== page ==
Basic Structure of Visual Basic

As previously mentioned, Visual Basic is an Object-Oriented Programming (OOP) Language. Object-Oriented Programming is based around the concept of Objects, where an Object is made up of Attributes, or Variables, that can contain data, and Methods, which describe actions of an Object. A person can be used as a real-world example of an Object. A person has Attributes such as height, weight, eye colour, hair colour and so on, as well as Methods or actions such as, walk, talk and eat.

A Class is a blue print, or template, of an Object that describes its Attributes and Methods. From this template, multiple Objects can be created. A Class can be compared to an architects drawing of a building, which describes how it needs to be built. From this drawing, one or more buildings can be made to the specification of the drawing.

The basic structure of a Visual Basic Class can be seen below. A Visual Basic program can contain one or more Classes. Within a Class or Classes of a program, there must be one Class with a Method called ‘Main’, which is executed when the program starts.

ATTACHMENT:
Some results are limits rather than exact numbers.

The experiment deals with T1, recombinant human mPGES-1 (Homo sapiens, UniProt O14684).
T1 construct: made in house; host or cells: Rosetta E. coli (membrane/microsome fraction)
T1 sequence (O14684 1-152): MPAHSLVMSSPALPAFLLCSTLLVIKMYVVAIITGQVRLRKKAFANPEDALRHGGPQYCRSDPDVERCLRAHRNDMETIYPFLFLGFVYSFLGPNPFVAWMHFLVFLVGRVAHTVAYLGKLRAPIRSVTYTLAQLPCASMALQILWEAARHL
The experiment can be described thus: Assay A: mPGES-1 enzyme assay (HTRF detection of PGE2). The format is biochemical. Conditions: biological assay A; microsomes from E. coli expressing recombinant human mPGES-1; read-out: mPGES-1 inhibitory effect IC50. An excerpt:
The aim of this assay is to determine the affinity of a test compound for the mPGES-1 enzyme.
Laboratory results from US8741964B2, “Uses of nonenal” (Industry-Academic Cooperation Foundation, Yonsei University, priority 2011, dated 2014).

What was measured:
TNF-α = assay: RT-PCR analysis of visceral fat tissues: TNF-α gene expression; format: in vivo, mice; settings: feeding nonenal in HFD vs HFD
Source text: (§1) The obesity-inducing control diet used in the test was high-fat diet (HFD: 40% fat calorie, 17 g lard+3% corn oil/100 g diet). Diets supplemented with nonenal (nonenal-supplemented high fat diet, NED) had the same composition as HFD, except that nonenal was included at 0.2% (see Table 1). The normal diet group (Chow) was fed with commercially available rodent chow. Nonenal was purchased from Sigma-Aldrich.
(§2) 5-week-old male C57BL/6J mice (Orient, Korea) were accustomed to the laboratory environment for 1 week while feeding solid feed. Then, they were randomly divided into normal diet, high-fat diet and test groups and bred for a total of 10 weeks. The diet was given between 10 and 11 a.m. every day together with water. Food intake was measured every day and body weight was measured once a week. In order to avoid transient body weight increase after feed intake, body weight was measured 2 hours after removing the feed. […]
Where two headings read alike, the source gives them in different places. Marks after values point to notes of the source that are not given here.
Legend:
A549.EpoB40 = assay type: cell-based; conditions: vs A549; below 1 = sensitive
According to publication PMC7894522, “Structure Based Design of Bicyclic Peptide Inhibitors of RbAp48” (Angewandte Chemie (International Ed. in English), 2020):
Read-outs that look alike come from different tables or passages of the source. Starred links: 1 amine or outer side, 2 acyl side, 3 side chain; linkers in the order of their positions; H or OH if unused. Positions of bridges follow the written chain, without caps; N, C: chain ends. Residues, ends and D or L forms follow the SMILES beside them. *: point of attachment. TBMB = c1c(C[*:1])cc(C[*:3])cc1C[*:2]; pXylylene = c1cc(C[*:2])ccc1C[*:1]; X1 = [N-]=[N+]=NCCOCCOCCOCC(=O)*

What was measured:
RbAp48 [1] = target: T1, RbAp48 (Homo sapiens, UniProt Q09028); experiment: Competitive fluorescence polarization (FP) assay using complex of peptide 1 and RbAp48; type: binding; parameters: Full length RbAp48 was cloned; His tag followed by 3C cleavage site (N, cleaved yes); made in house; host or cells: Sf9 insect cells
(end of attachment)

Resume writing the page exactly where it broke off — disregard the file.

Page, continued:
' Class definition.
Public Class Class_name

    ' Main method of a Visual Basic application.
    ' Executes when the application starts.
    Public Shared Sub Main()

        ' Statement(s) to execute.

    End Sub

End Class

The words in blue in the above example are known as reserved words and have a specific meaning in Visual Basic. These words cannot be used for anything other than the purpose that the language defines. The green lines of text, preceded by a single quote, are comments. When programming in any language it is useful to add comments to the code to describe what is happening and why. This is useful when the code is revisited at a later date to make enhancements, or for debugging purposes.

The Class below is a simple example of a program that just outputs the message ‘Hello World!’ in a console window. The second line forces the user to press a key on the keyboard before the console window closes.

Public Class Demo

    Public Shared Sub Main()

        Console.WriteLine("Hello World!")

    End Sub

End Class

In order to run a program like the one above, you must first compile it. This process can vary depending on what you are using to create the program. If you are using Microsoft Visual Studio, compiling and running a program can be done together using the ‘Start’ button.